Storm winds as environmental vigilante? County questions billboard rebuilding

January 30, 2008


Posted 1/30/2008

Powerful winds ripping across San Luis Obispo County in recent weeks battered, bent and broke numerous billboards along the Highway 101 and Highway 1 corridors, and now county officials are considering denying replacement of damaged signs.

The county’s enforcement chief, however, sees an uphill battle, predicting that the outdoor advertising companies “will win this one.”

Art Trinidade, the county planning department’s chief investigator, told Wednesday that the storms offered an opportunity for officials to re-examine “off-site” signs (those not located at a business). A county ordinance prohibits new sign construction even when a “grandfathered” sign is destroyed by an act of God or nature.

In addition, far-reaching, often-challenged state signage laws also attempt to control the proliferation of the very visible roadside advertisements. Generally, the state’s law allows but attempts to control signs along freeways and main roads in business areas, and prohibits them entirely in landscape areas.

In the aftermath of the storms, however, it is county planning department officials who have stalled repair of numerous signs, yet allowed repair of others. In the process, they have re-ignited an ongoing, large-stakes skirmish with behemoth outdoor advertising corporations.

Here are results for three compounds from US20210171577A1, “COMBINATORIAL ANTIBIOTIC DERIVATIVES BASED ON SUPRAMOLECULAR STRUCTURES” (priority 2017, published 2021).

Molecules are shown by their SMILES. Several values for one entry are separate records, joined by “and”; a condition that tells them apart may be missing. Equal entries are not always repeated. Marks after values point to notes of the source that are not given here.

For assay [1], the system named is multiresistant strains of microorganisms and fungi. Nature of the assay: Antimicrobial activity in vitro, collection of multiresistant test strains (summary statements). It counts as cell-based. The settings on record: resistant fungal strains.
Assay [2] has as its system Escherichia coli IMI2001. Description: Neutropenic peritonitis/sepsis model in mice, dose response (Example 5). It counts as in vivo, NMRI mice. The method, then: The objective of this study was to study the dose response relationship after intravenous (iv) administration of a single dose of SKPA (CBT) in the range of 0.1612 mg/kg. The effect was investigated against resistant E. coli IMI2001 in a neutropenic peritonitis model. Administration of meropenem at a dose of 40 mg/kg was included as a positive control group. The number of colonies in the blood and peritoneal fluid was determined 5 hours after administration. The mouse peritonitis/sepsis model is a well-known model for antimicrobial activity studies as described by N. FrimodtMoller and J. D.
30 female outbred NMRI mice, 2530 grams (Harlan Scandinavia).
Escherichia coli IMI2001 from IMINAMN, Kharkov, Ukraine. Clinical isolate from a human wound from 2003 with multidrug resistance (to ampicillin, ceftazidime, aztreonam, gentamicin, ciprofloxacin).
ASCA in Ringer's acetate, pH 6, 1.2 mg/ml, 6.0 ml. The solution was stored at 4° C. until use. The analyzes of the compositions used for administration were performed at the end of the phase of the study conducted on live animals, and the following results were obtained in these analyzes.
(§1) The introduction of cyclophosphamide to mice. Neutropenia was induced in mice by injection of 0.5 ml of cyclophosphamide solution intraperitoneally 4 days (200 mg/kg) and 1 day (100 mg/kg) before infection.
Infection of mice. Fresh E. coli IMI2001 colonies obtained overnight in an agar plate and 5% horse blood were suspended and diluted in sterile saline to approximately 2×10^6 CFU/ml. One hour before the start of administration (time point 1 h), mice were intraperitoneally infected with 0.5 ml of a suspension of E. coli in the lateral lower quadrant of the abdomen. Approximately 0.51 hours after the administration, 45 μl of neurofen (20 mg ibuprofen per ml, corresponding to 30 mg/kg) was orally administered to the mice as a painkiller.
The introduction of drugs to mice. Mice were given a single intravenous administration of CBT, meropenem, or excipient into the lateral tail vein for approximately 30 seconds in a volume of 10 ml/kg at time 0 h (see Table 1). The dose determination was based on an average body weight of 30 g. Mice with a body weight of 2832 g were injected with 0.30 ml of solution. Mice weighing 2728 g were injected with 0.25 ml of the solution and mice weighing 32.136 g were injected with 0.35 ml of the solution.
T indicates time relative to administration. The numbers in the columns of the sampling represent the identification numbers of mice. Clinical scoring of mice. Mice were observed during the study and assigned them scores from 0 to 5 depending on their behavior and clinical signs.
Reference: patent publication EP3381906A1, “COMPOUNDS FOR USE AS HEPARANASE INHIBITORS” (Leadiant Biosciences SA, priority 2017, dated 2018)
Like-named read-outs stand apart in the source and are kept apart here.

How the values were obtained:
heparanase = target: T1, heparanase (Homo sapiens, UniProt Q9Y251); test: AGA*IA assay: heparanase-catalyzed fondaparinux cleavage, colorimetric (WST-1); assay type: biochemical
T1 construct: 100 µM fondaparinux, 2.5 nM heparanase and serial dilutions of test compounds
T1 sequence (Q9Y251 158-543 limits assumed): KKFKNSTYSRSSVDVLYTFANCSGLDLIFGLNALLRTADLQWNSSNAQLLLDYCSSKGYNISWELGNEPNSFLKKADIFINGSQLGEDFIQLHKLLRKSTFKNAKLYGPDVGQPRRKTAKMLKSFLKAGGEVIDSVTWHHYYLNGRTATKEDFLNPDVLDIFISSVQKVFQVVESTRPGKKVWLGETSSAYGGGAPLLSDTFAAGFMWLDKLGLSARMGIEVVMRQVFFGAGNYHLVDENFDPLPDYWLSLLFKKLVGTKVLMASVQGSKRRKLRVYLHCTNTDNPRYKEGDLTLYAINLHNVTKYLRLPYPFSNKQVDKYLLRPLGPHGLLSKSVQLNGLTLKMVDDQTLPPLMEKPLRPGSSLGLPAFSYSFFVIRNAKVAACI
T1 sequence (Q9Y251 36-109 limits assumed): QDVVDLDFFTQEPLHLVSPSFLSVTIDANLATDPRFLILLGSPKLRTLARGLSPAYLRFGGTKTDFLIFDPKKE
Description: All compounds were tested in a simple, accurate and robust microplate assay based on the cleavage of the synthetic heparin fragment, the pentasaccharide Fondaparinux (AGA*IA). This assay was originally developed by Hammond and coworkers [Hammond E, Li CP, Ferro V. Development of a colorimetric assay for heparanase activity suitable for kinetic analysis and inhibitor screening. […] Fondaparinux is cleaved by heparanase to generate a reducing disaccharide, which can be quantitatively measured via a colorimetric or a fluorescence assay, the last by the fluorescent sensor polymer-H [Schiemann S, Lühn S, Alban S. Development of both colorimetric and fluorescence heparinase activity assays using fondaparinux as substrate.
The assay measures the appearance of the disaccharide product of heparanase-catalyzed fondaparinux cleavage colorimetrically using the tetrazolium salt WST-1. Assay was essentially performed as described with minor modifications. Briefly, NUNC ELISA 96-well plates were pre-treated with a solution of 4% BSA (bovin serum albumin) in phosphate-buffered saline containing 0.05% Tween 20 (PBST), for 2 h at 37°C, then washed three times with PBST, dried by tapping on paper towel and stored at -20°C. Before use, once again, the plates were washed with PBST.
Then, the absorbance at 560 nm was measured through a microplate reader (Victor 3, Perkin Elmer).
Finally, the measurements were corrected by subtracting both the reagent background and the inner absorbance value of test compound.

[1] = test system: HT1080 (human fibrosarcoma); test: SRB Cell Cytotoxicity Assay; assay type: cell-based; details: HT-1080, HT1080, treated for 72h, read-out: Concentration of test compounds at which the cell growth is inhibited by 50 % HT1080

Trinidade said “we’re in the middle of it [the ordinance’s re-examination] right now. What we are doing is determining at what level we can allow them to build, rebuild, or not build, based on the amount of destruction at the site.”

CBS Outdoor, whose corporate logo adorns roadside signs nationwide, owns dozens of signs in this county; some in key locations sustained at least a degree of damage in the storm. One of the most visible is at the bottom of the Cuesta Grade on the northbound side and was knocked on its side, its posts snapped.

Trenton Suntrapak, market manager for CBS Outdoor in Fresno, said the company “is working with county officials to resolve the matter in a timely fashion.”

The same prohibition did not deter at least one self-reliant local advertiser. A sign bearing a message for Smitty’s Bail Bonds on the southbound side of Highway 101 between Atascadero and Santa Margarita was being repaired earlier in the week.

A man who answered the phone at Smitty’s and identified himself as “one of the bosses” said his company’s signs were “exempt” from regulation because “they’re grandfathered in. We aren’t under the same rules” as corporate giants like CBS Outdoor.